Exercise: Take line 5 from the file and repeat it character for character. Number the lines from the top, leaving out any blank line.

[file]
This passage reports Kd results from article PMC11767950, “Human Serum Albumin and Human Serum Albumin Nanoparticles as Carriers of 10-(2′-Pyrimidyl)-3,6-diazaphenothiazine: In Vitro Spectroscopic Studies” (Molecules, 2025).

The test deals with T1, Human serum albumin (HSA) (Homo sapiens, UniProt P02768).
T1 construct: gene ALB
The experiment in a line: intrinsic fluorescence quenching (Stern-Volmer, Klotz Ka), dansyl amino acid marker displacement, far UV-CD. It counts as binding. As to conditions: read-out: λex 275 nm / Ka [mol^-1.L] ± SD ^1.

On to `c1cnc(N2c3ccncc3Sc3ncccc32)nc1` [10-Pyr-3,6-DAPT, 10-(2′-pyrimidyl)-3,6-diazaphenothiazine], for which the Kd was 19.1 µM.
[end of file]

On to `c1cnc(N2c3ccncc3Sc3ncccc32)nc1` [10-Pyr-3,6-DAPT, 10-(2′-pyrimidyl)-3,6-diazaphenothiazine], for which the Kd was 19.1 µM.